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STS-131: Fortifying the Space Station
Bathed in a blaze of xenon lights, space shuttle Discovery waited in the early morning darkness on Launch Pad 39A at NASA's Kennedy Space Center in Florida, ready to liftoff on the STS-131 mission to the International Space Station.
Discovery's crew, under the command of Alan Poindexter, strode out of the Operations and Checkout Building, greeted with cheers and whistles from bystanders wishing them well on their journey.
Waving back, the astronauts climbed aboard NASA's Astrovan for the short ride to the pad.
At 6:21 a.m. Eastern on April 5, 2010, Discovery roared off the launch pad.
Mike Curie/STS-131 Launch Commentator:
And liftoff of Discovery, blazing a trail to scientific discoveries aboard space station.
Within minutes, the twin solid rocket boosters and external fuel tank fell away as the shuttle attained orbit.
Once there, the Ku-band antenna system, which sends high-rate data communications down to Earth, failed to work, requiring the astronauts and ground crews to do a little problem-solving by eventually using the space station's Ku system.
After a two-day chase and the space station in sight, Discovery went through its backflip maneuver, enabling the station crew to photograph the heat shield on the shuttle's underside.
Once Poindexter and Pilot Jim Dutton docked the shuttle to the station, the hatches between the two spacecraft were opened.
The arrival brought together a combined crew of 13 and a first for any mission as four women astronauts flew together in space. They were Mission Specialists Dottie Metcalf-Lindenburger, Stephanie Wilson, Naoko Yamazaki of the Japan Aerospace Exploration Agency and Expedition 23 Flight Engineer Tracy Caldwell Dyson.
Discovery's primary payload was a multi-purpose logistics module called Leonardo, filled with 17,000 pounds of scientific equipment and supplies.
Using the space station's robotic arm, operated by Wilson and Yamazaki, Leonardo was lifted out of the shuttle's cargo bay and connected to the Harmony node.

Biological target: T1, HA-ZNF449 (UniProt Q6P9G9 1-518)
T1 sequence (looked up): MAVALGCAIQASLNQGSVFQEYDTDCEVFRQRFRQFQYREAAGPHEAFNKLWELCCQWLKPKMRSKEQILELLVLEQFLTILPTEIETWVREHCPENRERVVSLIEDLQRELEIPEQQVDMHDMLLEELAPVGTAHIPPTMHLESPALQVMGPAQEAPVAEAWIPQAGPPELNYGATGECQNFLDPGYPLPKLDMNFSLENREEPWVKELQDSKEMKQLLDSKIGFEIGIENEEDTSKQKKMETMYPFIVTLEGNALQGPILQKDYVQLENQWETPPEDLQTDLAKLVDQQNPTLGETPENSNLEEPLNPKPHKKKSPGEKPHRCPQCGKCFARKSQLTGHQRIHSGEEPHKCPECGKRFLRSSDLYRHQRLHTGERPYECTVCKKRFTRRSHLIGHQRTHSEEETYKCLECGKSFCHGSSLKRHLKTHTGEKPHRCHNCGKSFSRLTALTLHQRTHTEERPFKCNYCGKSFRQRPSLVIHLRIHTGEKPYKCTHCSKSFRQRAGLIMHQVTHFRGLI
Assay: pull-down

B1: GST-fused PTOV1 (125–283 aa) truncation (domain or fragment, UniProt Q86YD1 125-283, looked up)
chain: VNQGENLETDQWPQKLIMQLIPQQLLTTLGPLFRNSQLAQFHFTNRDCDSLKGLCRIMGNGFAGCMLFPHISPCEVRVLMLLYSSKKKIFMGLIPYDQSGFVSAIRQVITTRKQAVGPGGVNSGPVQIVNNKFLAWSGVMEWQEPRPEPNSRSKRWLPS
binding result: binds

After staying in the Quest Airlock overnight, Mission Specialists Rick Mastracchio and Clay Anderson moved a new 1,700-pound ammonia tank from Discovery's cargo bay to a temporary parking place on the station as part of their first spacewalking tasks.
A few technical issues, such as uncooperative bolts and a malfunctioning nitrogen tank assembly, kept the spacewalkers busy.
Meanwhile, inside the station, Yamazaki and Expedition 23 Flight Engineer Soichi Noguchi began transferring cargo from Leonardo to their respective stowage areas, with slow and intricately choreographed movements.
Mastracchio and Anderson completed the third and last of the complex spacewalking assignments, in addition to some get-ahead tasks for space shuttle Atlantis' upcoming STS-132 mission.
Because of the Ku-band antenna issue, an extra day was added to the mission to allow crew members to perform a final check of Discovery's heat shield before they undocked from the station.
Morning fog and showers near Kennedy's Shuttle Landing Facility tacked on one more day to the mission.
Then on April 20, 2010, the weather cooperated and Discovery made a picture-perfect touchdown at 9:08 a.m. Eastern on Runway 33 after completing a 15-day, 6.2-million-mile mission.
Brandy Dean/STS-131 Landing Commentator:
Nose gear touchdown. That brings an end to the STS-131 mission, the 131st space shuttle flight and the 33rd to the International Space Station.
Alan Poindexter/STS-131 Commander:
It's great to be back at the Kennedy Space Center with Discovery. It was a beautiful entry this morning.
Clay Anderson/STS-131 Mission Specialist:
We had a lot of adversity, but we overcame it all with some great teamwork.
With a successful mission behind them, the Discovery crew returned to NASA's Johnson Space Center in Houston where they were honored at a homecoming ceremony at nearby Ellington Field.
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